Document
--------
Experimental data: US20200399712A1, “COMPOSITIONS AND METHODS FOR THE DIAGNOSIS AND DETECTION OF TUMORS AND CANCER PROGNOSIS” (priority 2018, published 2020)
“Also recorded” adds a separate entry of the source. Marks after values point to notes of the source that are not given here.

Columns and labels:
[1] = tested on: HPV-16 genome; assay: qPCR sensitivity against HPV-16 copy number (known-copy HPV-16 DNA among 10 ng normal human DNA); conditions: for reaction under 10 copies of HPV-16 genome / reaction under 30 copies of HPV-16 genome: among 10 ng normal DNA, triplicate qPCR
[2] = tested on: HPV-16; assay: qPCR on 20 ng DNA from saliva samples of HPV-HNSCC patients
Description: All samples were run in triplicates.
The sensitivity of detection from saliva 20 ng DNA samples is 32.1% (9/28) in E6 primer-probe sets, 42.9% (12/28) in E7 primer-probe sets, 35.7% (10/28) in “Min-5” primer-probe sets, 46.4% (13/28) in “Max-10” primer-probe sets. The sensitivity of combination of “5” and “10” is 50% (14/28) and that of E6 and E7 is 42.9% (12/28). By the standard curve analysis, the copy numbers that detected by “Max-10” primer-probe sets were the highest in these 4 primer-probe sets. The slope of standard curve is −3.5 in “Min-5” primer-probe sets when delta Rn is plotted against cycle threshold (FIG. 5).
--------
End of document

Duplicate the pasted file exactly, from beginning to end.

Experimental data: US20200399712A1, “COMPOSITIONS AND METHODS FOR THE DIAGNOSIS AND DETECTION OF TUMORS AND CANCER PROGNOSIS” (priority 2018, published 2020)
“Also recorded” adds a separate entry of the source. Marks after values point to notes of the source that are not given here.

Columns and labels:
[1] = tested on: HPV-16 genome; assay: qPCR sensitivity against HPV-16 copy number (known-copy HPV-16 DNA among 10 ng normal human DNA); conditions: for reaction under 10 copies of HPV-16 genome / reaction under 30 copies of HPV-16 genome: among 10 ng normal DNA, triplicate qPCR
[2] = tested on: HPV-16; assay: qPCR on 20 ng DNA from saliva samples of HPV-HNSCC patients
Description: All samples were run in triplicates.
The sensitivity of detection from saliva 20 ng DNA samples is 32.1% (9/28) in E6 primer-probe sets, 42.9% (12/28) in E7 primer-probe sets, 35.7% (10/28) in “Min-5” primer-probe sets, 46.4% (13/28) in “Max-10” primer-probe sets. The sensitivity of combination of “5” and “10” is 50% (14/28) and that of E6 and E7 is 42.9% (12/28). By the standard curve analysis, the copy numbers that detected by “Max-10” primer-probe sets were the highest in these 4 primer-probe sets. The slope of standard curve is −3.5 in “Min-5” primer-probe sets when delta Rn is plotted against cycle threshold (FIG. 5).